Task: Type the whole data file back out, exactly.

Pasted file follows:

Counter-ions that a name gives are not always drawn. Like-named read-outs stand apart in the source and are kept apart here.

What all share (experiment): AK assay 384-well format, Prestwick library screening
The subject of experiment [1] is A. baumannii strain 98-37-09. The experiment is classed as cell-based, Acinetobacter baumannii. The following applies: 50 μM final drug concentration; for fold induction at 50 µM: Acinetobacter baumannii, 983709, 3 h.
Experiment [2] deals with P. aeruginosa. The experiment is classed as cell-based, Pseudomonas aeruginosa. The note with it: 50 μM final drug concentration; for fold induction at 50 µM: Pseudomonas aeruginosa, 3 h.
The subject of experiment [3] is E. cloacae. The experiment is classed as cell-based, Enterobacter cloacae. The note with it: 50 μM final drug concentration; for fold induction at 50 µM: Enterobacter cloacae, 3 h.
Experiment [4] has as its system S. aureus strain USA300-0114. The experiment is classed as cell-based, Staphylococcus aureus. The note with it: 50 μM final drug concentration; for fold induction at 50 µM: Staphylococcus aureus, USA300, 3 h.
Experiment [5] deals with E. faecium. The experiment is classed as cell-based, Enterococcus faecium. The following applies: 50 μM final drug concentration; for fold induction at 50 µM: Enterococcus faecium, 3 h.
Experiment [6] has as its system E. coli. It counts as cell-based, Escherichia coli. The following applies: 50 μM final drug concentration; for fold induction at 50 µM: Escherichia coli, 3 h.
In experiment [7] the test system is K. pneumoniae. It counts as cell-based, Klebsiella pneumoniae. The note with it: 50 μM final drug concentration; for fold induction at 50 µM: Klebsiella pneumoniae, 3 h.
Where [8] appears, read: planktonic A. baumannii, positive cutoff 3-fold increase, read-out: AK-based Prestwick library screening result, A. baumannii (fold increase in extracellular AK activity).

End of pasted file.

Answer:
Counter-ions that a name gives are not always drawn. Like-named read-outs stand apart in the source and are kept apart here.

What all share (experiment): AK assay 384-well format, Prestwick library screening
The subject of experiment [1] is A. baumannii strain 98-37-09. The experiment is classed as cell-based, Acinetobacter baumannii. The following applies: 50 μM final drug concentration; for fold induction at 50 µM: Acinetobacter baumannii, 983709, 3 h.
Experiment [2] deals with P. aeruginosa. The experiment is classed as cell-based, Pseudomonas aeruginosa. The note with it: 50 μM final drug concentration; for fold induction at 50 µM: Pseudomonas aeruginosa, 3 h.
The subject of experiment [3] is E. cloacae. The experiment is classed as cell-based, Enterobacter cloacae. The note with it: 50 μM final drug concentration; for fold induction at 50 µM: Enterobacter cloacae, 3 h.
Experiment [4] has as its system S. aureus strain USA300-0114. The experiment is classed as cell-based, Staphylococcus aureus. The note with it: 50 μM final drug concentration; for fold induction at 50 µM: Staphylococcus aureus, USA300, 3 h.
Experiment [5] deals with E. faecium. The experiment is classed as cell-based, Enterococcus faecium. The following applies: 50 μM final drug concentration; for fold induction at 50 µM: Enterococcus faecium, 3 h.
Experiment [6] has as its system E. coli. It counts as cell-based, Escherichia coli. The following applies: 50 μM final drug concentration; for fold induction at 50 µM: Escherichia coli, 3 h.
In experiment [7] the test system is K. pneumoniae. It counts as cell-based, Klebsiella pneumoniae. The note with it: 50 μM final drug concentration; for fold induction at 50 µM: Klebsiella pneumoniae, 3 h.
Where [8] appears, read: planktonic A. baumannii, positive cutoff 3-fold increase, read-out: AK-based Prestwick library screening result, A. baumannii (fold increase in extracellular AK activity).